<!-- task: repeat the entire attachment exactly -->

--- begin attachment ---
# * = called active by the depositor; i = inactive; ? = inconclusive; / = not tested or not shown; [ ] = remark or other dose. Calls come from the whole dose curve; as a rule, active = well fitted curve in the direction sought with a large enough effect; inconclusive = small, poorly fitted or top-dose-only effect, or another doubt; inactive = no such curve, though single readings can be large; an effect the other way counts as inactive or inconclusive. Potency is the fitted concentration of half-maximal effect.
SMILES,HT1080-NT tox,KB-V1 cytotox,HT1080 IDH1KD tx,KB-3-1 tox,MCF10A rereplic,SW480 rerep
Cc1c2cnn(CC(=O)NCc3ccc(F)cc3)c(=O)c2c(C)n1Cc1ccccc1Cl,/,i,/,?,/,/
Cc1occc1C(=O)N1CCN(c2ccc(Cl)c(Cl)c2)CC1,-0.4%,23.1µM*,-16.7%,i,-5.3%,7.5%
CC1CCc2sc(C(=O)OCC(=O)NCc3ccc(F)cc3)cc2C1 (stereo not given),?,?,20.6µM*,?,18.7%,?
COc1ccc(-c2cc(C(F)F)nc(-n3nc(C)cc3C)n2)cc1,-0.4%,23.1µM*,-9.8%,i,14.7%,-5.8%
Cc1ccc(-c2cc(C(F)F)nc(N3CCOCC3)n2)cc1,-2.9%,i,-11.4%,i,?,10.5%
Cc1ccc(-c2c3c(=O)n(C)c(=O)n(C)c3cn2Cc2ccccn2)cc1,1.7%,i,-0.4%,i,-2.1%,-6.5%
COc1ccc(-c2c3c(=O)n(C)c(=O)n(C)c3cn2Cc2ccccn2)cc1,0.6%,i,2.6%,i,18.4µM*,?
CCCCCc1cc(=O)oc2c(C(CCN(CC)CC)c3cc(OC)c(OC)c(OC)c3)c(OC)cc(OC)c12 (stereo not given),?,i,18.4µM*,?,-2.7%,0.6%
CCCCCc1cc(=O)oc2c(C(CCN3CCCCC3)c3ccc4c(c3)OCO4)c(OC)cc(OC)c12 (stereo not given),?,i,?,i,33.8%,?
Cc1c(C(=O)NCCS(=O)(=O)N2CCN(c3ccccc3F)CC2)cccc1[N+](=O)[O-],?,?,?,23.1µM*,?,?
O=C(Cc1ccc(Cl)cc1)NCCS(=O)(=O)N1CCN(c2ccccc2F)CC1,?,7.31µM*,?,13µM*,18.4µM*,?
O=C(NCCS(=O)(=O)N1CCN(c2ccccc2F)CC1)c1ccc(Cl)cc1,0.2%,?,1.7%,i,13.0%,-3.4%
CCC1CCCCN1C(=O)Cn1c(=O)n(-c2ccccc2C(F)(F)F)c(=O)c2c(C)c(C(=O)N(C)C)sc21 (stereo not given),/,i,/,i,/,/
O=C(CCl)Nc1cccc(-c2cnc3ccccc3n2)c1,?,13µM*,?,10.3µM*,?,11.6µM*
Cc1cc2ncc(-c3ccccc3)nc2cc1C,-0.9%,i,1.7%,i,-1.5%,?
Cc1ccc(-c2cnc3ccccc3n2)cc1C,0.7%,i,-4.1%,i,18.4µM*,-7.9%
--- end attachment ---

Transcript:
# * = called active by the depositor; i = inactive; ? = inconclusive; / = not tested or not shown; [ ] = remark or other dose. Calls come from the whole dose curve; as a rule, active = well fitted curve in the direction sought with a large enough effect; inconclusive = small, poorly fitted or top-dose-only effect, or another doubt; inactive = no such curve, though single readings can be large; an effect the other way counts as inactive or inconclusive. Potency is the fitted concentration of half-maximal effect.
SMILES,HT1080-NT tox,KB-V1 cytotox,HT1080 IDH1KD tx,KB-3-1 tox,MCF10A rereplic,SW480 rerep
Cc1c2cnn(CC(=O)NCc3ccc(F)cc3)c(=O)c2c(C)n1Cc1ccccc1Cl,/,i,/,?,/,/
Cc1occc1C(=O)N1CCN(c2ccc(Cl)c(Cl)c2)CC1,-0.4%,23.1µM*,-16.7%,i,-5.3%,7.5%
CC1CCc2sc(C(=O)OCC(=O)NCc3ccc(F)cc3)cc2C1 (stereo not given),?,?,20.6µM*,?,18.7%,?
COc1ccc(-c2cc(C(F)F)nc(-n3nc(C)cc3C)n2)cc1,-0.4%,23.1µM*,-9.8%,i,14.7%,-5.8%
Cc1ccc(-c2cc(C(F)F)nc(N3CCOCC3)n2)cc1,-2.9%,i,-11.4%,i,?,10.5%
Cc1ccc(-c2c3c(=O)n(C)c(=O)n(C)c3cn2Cc2ccccn2)cc1,1.7%,i,-0.4%,i,-2.1%,-6.5%
COc1ccc(-c2c3c(=O)n(C)c(=O)n(C)c3cn2Cc2ccccn2)cc1,0.6%,i,2.6%,i,18.4µM*,?
CCCCCc1cc(=O)oc2c(C(CCN(CC)CC)c3cc(OC)c(OC)c(OC)c3)c(OC)cc(OC)c12 (stereo not given),?,i,18.4µM*,?,-2.7%,0.6%
CCCCCc1cc(=O)oc2c(C(CCN3CCCCC3)c3ccc4c(c3)OCO4)c(OC)cc(OC)c12 (stereo not given),?,i,?,i,33.8%,?
Cc1c(C(=O)NCCS(=O)(=O)N2CCN(c3ccccc3F)CC2)cccc1[N+](=O)[O-],?,?,?,23.1µM*,?,?
O=C(Cc1ccc(Cl)cc1)NCCS(=O)(=O)N1CCN(c2ccccc2F)CC1,?,7.31µM*,?,13µM*,18.4µM*,?
O=C(NCCS(=O)(=O)N1CCN(c2ccccc2F)CC1)c1ccc(Cl)cc1,0.2%,?,1.7%,i,13.0%,-3.4%
CCC1CCCCN1C(=O)Cn1c(=O)n(-c2ccccc2C(F)(F)F)c(=O)c2c(C)c(C(=O)N(C)C)sc21 (stereo not given),/,i,/,i,/,/
O=C(CCl)Nc1cccc(-c2cnc3ccccc3n2)c1,?,13µM*,?,10.3µM*,?,11.6µM*
Cc1cc2ncc(-c3ccccc3)nc2cc1C,-0.9%,i,1.7%,i,-1.5%,?
Cc1ccc(-c2cnc3ccccc3n2)cc1C,0.7%,i,-4.1%,i,18.4µM*,-7.9%